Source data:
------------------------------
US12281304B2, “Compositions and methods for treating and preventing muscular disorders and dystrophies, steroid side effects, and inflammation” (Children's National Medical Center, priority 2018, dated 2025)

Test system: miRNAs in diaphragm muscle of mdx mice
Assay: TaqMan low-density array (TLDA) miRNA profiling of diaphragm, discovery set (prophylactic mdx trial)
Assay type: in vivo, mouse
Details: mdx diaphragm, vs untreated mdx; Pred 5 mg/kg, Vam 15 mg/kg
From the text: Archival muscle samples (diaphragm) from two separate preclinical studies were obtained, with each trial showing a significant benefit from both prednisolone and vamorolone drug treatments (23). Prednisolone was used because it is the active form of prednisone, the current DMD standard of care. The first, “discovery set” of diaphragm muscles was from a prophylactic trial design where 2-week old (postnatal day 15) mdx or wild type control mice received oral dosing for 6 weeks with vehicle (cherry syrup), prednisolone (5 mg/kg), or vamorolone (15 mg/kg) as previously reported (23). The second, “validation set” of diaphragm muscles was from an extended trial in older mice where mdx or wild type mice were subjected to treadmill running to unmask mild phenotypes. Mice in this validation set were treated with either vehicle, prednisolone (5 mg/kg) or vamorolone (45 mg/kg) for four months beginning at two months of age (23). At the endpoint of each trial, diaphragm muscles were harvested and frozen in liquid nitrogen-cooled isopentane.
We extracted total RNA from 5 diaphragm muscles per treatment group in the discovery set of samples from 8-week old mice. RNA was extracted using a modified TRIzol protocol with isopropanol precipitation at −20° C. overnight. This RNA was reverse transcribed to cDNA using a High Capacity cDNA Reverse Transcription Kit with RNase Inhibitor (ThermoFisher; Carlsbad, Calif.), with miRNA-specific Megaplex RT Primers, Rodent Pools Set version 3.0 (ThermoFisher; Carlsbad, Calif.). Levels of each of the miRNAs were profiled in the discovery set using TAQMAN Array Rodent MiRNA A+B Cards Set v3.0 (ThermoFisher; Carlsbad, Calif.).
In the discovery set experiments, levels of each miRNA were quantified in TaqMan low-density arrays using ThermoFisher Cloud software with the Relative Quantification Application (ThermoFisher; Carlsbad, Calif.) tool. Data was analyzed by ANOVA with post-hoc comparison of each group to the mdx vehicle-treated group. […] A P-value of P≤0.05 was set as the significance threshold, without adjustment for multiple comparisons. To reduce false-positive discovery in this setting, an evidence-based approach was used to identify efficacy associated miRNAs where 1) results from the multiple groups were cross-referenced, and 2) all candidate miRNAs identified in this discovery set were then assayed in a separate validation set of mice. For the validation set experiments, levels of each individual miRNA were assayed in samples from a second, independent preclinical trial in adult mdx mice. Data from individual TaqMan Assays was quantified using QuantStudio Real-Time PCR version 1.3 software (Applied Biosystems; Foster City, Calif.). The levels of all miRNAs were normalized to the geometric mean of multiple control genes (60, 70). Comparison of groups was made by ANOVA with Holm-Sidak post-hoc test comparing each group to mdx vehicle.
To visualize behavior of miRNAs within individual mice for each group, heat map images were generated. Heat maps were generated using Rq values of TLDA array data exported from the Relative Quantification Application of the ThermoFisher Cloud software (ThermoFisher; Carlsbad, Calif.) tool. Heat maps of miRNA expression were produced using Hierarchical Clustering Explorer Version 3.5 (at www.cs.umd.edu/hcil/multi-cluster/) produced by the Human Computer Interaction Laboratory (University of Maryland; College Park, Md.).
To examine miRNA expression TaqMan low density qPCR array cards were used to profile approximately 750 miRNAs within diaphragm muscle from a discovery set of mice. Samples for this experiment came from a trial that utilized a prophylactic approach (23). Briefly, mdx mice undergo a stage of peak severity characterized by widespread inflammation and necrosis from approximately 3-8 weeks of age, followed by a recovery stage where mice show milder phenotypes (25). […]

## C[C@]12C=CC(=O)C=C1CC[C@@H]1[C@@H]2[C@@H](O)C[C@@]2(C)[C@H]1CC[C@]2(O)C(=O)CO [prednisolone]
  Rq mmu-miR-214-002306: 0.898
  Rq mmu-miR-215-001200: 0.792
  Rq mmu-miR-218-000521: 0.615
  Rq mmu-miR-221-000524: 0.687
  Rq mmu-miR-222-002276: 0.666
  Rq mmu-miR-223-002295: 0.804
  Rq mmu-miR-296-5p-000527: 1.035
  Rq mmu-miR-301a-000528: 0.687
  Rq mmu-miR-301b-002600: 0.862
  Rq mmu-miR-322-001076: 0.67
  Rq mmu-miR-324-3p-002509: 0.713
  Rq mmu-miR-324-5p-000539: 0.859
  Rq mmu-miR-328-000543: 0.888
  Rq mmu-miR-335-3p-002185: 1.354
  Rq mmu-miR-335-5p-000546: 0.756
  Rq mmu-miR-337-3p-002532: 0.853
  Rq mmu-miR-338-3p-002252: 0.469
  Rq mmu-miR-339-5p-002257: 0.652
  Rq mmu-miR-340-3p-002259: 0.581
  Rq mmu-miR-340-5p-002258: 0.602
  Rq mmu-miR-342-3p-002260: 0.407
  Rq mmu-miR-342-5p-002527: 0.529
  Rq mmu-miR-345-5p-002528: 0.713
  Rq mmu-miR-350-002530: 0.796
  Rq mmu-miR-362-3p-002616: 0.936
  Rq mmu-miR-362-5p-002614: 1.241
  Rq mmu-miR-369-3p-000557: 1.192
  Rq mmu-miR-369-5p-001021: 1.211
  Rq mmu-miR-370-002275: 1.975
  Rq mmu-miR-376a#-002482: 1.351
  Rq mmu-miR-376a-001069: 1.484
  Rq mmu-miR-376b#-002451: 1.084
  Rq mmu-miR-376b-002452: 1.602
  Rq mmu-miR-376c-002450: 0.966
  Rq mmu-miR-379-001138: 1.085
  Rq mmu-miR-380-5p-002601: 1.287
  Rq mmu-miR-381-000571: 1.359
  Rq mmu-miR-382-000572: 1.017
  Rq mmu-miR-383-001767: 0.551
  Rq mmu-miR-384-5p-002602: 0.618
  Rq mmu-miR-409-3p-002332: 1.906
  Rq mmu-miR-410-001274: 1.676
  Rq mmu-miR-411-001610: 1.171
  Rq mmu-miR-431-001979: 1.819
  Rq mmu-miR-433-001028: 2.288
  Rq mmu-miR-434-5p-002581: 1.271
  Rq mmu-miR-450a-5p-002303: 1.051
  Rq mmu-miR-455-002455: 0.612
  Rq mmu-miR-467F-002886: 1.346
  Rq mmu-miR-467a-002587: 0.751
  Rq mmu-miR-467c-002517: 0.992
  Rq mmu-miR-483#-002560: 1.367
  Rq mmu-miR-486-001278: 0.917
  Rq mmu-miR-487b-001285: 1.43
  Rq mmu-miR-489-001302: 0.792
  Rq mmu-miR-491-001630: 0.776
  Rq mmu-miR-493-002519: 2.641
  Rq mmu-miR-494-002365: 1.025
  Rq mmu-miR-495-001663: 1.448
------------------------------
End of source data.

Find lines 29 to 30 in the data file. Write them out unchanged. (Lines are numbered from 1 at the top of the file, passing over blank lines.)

  Rq mmu-miR-339-5p-002257: 0.652
  Rq mmu-miR-340-3p-002259: 0.581